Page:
Something The Lord of the Rings Online™: Shadows of Angmar™ has that City of Heroes lacks is a sense of distance. There are a few huge zones in CoX, so you dread going all the way across Independence Port, Nerva, or a Shadow Shard zone, but for the most part movement is very fast. Two monorail lines (or one villainous ferry) visit almost all the zones. You have teleporters in your base and at least three extradimensional waystations that serve as mini-monorails. Once you are in the zone, you move quickly, leaping tall building in a single bound or running faster than speeding locomotive.
In The Lord of the Rings Online™: Shadows of Angmar™, you walk. On foot, you cross a zone in 5-10 minutes, assuming you can run in a mostly straight line. Hunters run a bit faster, and you can get a horse at higher levels. The rental horses are pretty quick, and there are a few teleport abilities (again, go Hunters).
To me, moving two zones over feels like a huge project. Maybe I have been lulled by convenience, starting with Asheron’s Call’s portals and ingrained by years of CoX, but I do not want to spend 10 minutes traveling before the adventure begins. If this is a fellowship, finding members and bringing them together is potentially a half-hour or longer project. Even in-zone, fifteen minutes is not unusual.
For creating a sense of place, this works well. Only Breeland separates the Lone Lands from the North Downs, but they feel very far apart. If I need to get from Ost Guruth to Esteldin (two cities of comparable level), I am running through three zones. If I throw silver at the problem via ponies, I am still staring at the screen waiting to play for a fair while. Those people are way over there.
When some guy gives me a quest chain that takes me repeatedly across the Weather Hills, north of Bree, and to Ost Guruth, I am not completing this in one setting, even if the quests are gray. I am going to need two fellowships (more search time), because the quest of “travel for 20-30 minutes” comes between the first big enemy and the instance. It may not look like that huge travel quest is there, but you go from Bleakright (over the waterfall, if you please), back to Candaith’s camp, up to the Weathertop, back to Candaith’s camp, to Bree and/or Ost Guruth (I think both are required), then back to the camp again to start that instance. If that doesn’t sound bad enough, Weathertop is a steep mountain that you ascend via a weaving path that curls to the summit, and there are many raven scouts to pester you along the way.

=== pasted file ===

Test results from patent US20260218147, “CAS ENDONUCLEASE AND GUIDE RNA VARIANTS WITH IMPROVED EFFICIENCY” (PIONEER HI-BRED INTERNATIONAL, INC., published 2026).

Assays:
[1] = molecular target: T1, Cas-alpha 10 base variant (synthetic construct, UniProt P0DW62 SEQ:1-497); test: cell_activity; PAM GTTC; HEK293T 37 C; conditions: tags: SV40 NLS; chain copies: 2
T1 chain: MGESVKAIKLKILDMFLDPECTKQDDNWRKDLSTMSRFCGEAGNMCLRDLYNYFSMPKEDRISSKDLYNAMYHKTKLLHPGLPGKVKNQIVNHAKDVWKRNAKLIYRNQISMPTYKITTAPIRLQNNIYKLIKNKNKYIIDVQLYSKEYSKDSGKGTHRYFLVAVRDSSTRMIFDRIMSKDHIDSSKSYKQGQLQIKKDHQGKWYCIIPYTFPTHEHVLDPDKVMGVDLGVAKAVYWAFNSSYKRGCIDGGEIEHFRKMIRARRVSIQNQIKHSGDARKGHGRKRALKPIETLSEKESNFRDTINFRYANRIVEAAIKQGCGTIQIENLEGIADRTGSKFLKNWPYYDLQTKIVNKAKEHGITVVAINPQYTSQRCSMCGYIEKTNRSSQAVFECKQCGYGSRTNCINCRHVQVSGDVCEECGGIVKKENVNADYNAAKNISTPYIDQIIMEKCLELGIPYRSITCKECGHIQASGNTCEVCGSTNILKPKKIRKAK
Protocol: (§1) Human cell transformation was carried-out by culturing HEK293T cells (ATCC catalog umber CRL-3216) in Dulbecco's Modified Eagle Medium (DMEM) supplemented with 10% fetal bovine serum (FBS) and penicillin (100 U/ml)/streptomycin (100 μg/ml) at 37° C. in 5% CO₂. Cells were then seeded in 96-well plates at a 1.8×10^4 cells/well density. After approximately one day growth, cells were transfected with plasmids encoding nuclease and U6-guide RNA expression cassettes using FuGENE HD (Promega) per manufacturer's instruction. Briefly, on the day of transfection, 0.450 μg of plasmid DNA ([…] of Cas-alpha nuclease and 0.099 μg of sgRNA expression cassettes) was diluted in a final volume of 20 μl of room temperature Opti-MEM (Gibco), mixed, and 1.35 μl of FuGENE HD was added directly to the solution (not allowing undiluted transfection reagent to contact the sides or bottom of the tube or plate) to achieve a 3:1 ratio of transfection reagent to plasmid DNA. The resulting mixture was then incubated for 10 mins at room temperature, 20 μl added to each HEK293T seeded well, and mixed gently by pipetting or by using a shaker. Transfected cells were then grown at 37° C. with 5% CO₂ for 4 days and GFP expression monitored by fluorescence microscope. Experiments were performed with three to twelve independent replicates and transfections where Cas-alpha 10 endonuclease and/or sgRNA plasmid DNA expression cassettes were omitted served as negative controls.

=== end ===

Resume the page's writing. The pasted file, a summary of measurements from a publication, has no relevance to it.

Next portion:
That’s one example. While you are at Ost Guruth, they might mention their lack of oatmeal, which is obvious a cause for one of the heroes of the realm. Stop by the inn at the other side of the zone, get sent to the lower-level part of Evendim that borders The Shire, about 2.5 zones over. That is some serious globalization for oatmeal.
I don’t know how big Eriador is, but even the individual zones feel huge. And Eriador is not done. And Eriador is only one chunk of Middle Earth. If you try the game, hit M and keep right-clicking. That is how much of the world is left to flesh out. They have enough space to keep adding new zones for a few decades. Do we get giant eagles to fly between regions? One does not simply walk into Mordor.
In part, I find this good. I am working here now. Moving along is moving on. It sometimes feels restrictive. When quests send me long distances, it just feels annoying, especially when the path does not have horses (or they are arbitrarily expensive: 5sp to ride across town, 15sp for a half-zone, just put in less money rather than the goldsink).
I see players unwilling to run the distances who look for assistance (teleports) in global channels for longer than it would probably take for them to run it. Or maybe that is through hostile territory.
And then I remember that I have a Hunter. Hunters are the real wizards, able to teleport themselves (and groups) across the map. I can reach any major city in seconds, with most worthwhile places a short ride away. It is like a tax on every class but mine.